Over two years ago I wrote "i don't believe there are currently any newsreaders that allow users to subscribe to an OPML file." Over a year ago, I repeated "i believe there are still no newsreaders that allow users to subscribe to an OPML file." I've mentioned this to NetNewsWire author Brent Simmons three times now. Still no subscribe-able OPML.

But now that Dave Winer mentioned the idea, it's being discussed more widely, and I expect it will be implemented by the third anniversary of when I first mentioned it. Sigh. Trickle-down idea economics. Oh well. Better late than never.


I very rarely look at people. I've made efforts before to change this behavior, but they never last very long. Now I know why. Cognitive Daily (probably my favorite weblog of late) wrote about an experiment looking into what causes people to look away, which concluded: the reason for looking away is probably simply to reduce the overall cognitive demand and focus on the question.

"The question" in the experiment is one asked by a conversation partner, as it is for most people, who tend to look away mostly when considering an answer. I'm almost always looking away because I'm almost always thinking about something. I'm not saying I look away because I'm smarter than most people (though I am - and so are you most likely); I just think with more concentration, more constantly than most people (I think).

Sometimes this is a good thing, but it's not something I know how to control. I put as much thought into the answer to a rhetorical question as I do into a real problem, not because I don't realize it's rhetorical, but because I don't have an off switch for thinking. Sometimes less thinking would be better.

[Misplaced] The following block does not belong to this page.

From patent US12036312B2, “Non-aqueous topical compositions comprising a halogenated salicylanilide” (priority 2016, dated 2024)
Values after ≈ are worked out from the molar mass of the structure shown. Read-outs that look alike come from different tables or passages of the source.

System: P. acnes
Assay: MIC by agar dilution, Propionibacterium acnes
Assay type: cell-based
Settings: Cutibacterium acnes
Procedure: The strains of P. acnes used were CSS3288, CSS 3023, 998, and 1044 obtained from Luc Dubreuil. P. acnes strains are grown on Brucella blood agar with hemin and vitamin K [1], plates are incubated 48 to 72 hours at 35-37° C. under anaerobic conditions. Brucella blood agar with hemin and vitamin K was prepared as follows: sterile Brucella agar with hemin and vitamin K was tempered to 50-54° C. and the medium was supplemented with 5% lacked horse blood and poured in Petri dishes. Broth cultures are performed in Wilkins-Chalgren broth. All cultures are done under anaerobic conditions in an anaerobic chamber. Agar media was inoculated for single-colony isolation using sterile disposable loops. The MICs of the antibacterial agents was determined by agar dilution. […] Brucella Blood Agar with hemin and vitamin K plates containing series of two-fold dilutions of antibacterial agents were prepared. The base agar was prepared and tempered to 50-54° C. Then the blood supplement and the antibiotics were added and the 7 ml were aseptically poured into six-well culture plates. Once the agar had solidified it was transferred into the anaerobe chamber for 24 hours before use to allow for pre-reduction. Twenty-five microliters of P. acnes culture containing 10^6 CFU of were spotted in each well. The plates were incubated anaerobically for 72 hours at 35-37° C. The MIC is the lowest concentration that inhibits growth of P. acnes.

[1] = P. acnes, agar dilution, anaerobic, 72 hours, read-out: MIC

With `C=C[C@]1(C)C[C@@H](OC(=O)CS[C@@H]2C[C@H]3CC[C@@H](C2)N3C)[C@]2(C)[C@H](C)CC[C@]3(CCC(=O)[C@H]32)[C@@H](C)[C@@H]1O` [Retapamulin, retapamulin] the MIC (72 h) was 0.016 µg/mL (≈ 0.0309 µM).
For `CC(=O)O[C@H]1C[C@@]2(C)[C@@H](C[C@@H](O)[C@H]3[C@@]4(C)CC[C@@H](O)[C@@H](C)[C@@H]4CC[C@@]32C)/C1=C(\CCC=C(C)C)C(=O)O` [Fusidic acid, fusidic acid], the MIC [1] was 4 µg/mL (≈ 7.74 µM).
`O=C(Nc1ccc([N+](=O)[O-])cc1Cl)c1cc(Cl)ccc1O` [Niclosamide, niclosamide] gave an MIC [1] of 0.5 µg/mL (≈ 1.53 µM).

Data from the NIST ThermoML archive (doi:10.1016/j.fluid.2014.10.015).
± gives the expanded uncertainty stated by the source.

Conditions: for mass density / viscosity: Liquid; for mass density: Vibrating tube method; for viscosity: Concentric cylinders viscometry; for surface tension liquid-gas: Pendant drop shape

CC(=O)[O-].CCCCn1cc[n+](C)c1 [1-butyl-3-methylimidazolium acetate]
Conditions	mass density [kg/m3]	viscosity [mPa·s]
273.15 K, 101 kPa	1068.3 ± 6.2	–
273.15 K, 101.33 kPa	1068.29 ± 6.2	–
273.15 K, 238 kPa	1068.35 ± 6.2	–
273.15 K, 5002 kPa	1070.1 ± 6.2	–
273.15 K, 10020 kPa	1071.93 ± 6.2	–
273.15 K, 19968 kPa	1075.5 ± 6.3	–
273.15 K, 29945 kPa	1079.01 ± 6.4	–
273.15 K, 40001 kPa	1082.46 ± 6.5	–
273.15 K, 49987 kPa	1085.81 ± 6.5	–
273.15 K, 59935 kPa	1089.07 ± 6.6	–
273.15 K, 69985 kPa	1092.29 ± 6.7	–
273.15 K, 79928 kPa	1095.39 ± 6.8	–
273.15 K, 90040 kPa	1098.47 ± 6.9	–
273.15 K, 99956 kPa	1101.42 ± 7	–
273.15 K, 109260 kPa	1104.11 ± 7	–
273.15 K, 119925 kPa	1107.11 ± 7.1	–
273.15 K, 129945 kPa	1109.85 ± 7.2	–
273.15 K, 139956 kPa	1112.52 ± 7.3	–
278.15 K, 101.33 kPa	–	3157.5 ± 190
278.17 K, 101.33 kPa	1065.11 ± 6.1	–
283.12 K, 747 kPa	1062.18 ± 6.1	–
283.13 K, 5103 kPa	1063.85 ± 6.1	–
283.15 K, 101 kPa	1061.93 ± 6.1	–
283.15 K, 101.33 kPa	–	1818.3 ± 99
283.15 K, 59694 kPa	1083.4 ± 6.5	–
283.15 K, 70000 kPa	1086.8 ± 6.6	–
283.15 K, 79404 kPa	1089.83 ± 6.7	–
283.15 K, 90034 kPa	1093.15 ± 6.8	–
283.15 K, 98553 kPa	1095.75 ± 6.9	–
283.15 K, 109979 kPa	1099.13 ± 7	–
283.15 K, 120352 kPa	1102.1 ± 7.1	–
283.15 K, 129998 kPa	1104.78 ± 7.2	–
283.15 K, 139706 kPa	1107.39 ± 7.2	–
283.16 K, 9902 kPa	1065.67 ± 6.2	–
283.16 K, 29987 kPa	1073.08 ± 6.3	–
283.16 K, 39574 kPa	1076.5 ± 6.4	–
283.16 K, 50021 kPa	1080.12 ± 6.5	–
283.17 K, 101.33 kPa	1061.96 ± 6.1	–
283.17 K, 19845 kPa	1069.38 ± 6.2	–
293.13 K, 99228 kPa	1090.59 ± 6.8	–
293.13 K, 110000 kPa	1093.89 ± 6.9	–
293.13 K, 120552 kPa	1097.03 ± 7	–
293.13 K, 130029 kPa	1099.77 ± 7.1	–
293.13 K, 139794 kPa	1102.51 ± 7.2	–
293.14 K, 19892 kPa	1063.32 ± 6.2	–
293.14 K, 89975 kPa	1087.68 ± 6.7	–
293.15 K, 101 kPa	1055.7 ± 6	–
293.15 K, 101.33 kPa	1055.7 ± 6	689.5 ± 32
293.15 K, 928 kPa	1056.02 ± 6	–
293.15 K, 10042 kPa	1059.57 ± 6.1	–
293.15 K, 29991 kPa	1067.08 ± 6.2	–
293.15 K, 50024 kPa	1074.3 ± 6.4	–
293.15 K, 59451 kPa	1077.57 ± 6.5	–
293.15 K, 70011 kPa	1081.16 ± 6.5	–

I think most of my music comes from answers to questions no one asked me. Which is good - I like my music. On the other hand, it makes it difficult for me to record music, especially with complicated recording tools. Bias Peak and Pro Tools are probably great recording software, but I can't play a song while looking at all those buttons. There's too much going on to keep my attention on recording. I want something simple, like Audicity, which doesn't tempt me to think when I should be playing. And even that has too much to think about. I'd like recording software that made the screen go black while recording.

And the same is true of looking at people. There's too much going on in a face to keep my attention on the question. I could look at a cartoon all day and think about something, but people are too interesting, and if I start looking at them, I'll start thinking about something, and then I have to stop looking at them or I'll lose my thoughts and never answer the questions.

I gather most people don't care so much about all these questions. And maybe they're right. Today at work I asked someone "if you hire a siamese twin, do you have to pay both of them?" (Yeah, I know, "conjoined twin," but that's not what I said.) That's not a question most people think to ask.

And that's just what made it past my filter. I spent a few minutes today thinking about how web browsers communicate a cancelled authentication attempt back to servers, and why Safari doesn't seem to do this, and whether anyone has submitted this as a bug report, or whether it is in a spec somewhere that this should happen. I didn't ask anyone else these questions because I know they are neither interesting nor amusing to most people. These aren't questions most people spend time thinking about. Instead, they spend time looking at people's faces.

Is looking at people more important than all these questions? That's a question I'll have to think about some more.